Synopsis of the
Flora of Colorado (1874)
Thomas Conrad Porter, John Merle Coulter
ROSA BLANDA, Ait.— Common everywhere along streams in the foothills. Dr. Smith; Median. Porter; Brandegee; Coulter.
ROSA ARKANSANA, Porter (n. sp.) Stem stout, erect, leafy, l° high, glabrous and glaucous, armed with weak, deciduous, bristly prickles; leaflets 9-11, ovate and oblong-ovate, 1' or more in length, acute or obtuse, glabrous, sharply serrate; midrib and long stipules somewhat prickly and minutely glandular; flowers numerous, terminal, corymbed, on peduncles about 1' long; fruit globose, smooth, glancous; calyx-segments ovate, reflexed in fruit, with terminal and sometimes lateral appendages, more or less glandular and tomentose pubescent on the margins; petals broadly obcordate or emarginate, longer than the calyx segments, rose-color; flowers 2' in diameter.— This rose may possibly be an extreme form of R. blanda, but it differs in so many points that I have ventured to describe it as new.— Banks of the Arkansas near Cañon City, Brandegee. Raton Mountains, Dr. Bell. Texas, Wright.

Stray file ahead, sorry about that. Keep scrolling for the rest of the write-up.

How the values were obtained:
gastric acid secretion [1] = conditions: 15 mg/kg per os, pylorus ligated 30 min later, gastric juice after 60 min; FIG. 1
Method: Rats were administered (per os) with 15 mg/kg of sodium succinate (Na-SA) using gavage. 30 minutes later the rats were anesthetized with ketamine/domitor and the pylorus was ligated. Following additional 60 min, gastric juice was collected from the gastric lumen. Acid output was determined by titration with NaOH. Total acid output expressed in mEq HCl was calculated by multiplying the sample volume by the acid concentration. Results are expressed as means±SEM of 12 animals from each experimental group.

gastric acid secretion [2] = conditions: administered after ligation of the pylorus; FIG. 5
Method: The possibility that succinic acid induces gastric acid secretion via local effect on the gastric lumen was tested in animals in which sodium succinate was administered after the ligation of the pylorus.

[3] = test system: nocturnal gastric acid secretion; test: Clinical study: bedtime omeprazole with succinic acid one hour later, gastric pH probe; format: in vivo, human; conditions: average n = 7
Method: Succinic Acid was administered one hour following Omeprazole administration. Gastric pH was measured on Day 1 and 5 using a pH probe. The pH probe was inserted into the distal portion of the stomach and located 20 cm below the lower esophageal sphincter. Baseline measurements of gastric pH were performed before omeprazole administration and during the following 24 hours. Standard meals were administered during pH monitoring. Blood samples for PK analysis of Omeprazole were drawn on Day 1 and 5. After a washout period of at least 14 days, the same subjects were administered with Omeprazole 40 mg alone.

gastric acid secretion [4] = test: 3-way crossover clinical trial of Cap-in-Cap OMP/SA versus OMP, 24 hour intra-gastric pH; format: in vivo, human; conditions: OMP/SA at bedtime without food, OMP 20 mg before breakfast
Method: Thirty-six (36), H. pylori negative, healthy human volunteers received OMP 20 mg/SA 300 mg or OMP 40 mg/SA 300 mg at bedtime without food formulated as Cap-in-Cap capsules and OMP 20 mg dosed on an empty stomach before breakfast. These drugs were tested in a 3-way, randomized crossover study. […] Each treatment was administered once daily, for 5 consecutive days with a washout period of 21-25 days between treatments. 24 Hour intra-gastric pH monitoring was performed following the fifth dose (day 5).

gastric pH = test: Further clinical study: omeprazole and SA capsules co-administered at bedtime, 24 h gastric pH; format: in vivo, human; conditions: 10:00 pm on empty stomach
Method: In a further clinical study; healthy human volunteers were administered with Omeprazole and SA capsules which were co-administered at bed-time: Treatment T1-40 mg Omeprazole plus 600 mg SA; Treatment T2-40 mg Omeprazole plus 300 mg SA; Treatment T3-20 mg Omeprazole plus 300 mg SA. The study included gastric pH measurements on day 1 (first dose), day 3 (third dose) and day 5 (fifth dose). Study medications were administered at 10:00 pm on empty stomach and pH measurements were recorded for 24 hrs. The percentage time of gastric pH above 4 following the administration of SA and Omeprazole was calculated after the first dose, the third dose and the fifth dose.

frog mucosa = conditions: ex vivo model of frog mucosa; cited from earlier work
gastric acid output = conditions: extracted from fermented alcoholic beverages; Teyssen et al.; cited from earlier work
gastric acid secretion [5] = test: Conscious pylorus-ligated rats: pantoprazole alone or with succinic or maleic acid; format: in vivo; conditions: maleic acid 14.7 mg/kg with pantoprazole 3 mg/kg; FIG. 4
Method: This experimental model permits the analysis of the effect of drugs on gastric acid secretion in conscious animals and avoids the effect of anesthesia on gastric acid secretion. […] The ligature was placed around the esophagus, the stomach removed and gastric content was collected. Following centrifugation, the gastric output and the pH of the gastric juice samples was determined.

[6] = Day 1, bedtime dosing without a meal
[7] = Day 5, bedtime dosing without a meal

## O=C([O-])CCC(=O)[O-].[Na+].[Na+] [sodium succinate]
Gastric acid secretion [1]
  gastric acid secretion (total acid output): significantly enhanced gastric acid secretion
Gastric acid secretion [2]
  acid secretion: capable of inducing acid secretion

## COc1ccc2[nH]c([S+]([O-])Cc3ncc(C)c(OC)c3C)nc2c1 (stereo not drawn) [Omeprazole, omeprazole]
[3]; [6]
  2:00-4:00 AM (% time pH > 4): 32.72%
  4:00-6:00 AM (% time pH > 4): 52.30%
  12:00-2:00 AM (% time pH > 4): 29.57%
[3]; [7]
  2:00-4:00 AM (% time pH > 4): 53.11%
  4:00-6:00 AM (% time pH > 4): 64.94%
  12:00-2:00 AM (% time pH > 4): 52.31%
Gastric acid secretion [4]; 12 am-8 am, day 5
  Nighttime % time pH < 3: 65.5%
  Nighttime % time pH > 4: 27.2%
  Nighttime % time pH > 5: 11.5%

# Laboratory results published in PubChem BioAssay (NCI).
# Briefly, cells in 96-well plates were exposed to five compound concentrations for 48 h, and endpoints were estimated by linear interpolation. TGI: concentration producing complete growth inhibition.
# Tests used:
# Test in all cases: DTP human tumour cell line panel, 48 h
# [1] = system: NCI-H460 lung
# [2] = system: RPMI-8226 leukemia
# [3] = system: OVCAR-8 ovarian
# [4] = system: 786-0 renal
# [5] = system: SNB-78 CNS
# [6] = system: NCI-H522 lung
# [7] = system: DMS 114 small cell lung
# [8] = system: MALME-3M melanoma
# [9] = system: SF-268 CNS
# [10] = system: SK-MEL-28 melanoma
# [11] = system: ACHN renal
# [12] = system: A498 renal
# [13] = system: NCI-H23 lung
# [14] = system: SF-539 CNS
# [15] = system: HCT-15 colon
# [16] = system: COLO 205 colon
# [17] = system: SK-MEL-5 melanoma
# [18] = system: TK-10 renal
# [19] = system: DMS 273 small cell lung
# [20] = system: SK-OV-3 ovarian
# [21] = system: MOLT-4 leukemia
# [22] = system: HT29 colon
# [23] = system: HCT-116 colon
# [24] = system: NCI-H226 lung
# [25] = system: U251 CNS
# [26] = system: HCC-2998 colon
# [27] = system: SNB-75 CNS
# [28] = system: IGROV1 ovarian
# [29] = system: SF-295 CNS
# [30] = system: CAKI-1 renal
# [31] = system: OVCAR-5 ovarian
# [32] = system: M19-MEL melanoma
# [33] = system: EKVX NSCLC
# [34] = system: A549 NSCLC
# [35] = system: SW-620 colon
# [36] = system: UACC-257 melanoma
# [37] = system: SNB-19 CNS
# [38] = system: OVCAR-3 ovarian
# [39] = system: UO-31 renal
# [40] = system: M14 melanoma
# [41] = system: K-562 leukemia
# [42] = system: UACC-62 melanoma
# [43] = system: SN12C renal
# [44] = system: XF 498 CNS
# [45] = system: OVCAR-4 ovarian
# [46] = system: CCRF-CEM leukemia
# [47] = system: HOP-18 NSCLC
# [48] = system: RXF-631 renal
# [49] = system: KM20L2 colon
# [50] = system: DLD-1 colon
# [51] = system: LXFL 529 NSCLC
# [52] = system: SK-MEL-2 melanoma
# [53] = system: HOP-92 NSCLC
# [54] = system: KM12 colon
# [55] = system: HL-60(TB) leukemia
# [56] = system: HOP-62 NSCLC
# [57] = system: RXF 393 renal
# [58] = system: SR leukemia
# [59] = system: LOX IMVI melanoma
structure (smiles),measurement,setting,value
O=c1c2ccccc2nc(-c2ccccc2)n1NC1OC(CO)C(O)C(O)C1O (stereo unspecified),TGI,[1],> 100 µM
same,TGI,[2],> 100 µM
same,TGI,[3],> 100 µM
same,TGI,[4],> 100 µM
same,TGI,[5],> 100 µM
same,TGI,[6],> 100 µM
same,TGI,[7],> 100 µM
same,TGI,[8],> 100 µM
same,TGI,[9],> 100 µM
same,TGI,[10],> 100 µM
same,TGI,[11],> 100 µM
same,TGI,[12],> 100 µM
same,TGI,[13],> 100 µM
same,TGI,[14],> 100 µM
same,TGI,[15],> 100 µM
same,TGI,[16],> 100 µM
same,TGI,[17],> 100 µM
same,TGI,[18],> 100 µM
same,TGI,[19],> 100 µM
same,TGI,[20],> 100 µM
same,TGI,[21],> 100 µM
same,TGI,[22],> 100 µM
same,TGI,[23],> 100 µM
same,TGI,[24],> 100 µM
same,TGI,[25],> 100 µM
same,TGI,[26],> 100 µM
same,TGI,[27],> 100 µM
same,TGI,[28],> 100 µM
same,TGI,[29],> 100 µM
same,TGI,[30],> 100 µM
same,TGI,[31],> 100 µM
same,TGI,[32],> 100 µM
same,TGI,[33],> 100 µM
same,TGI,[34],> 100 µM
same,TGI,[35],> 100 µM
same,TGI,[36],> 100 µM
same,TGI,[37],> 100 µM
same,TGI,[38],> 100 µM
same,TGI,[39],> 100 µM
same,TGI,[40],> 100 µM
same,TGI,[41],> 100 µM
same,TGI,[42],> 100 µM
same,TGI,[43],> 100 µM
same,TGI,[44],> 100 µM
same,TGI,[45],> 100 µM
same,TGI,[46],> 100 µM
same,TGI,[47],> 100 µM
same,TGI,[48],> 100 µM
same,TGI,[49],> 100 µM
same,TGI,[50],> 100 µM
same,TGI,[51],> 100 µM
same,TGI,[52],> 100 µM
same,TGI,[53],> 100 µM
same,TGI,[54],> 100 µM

ROSA FRAXINIFOLIA. Bork. Resembles R. blanda. Flowers large, 3' in diameter; fruit larger, 6' to 8' in diameter; 2° to 3° high, growing solitary on dry ridges.— In the mountains, Hon. John Scott.
Note: ° = foot, ' = inch
CybeRose note: I seriously doubt that the hips of this R. fraxinifolia could be 6 to 8 inches in diameter.